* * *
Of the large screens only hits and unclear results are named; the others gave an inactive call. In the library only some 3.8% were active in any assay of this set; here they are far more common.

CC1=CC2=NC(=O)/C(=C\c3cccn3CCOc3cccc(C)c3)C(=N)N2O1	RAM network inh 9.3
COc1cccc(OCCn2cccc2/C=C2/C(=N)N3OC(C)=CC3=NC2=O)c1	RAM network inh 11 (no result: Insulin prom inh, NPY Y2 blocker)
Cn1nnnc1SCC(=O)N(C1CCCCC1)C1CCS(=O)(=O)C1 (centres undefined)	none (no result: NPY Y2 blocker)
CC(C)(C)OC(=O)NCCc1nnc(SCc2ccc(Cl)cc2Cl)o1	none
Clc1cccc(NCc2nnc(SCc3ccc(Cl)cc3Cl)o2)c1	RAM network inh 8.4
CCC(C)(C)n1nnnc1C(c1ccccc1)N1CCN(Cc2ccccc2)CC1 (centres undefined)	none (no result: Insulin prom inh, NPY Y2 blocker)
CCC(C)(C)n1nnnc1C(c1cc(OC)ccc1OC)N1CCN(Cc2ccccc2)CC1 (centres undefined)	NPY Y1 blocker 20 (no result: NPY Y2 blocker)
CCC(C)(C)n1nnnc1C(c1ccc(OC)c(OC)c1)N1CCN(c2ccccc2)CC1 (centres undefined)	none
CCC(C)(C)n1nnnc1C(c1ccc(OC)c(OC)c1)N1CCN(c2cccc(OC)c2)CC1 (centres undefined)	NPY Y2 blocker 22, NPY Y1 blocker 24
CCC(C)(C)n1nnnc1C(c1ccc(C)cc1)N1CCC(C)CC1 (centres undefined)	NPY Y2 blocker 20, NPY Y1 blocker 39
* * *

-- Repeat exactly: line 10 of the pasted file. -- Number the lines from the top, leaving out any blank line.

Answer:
CCC(C)(C)n1nnnc1C(c1ccc(OC)c(OC)c1)N1CCN(c2cccc(OC)c2)CC1 (centres undefined)	NPY Y2 blocker 22, NPY Y1 blocker 24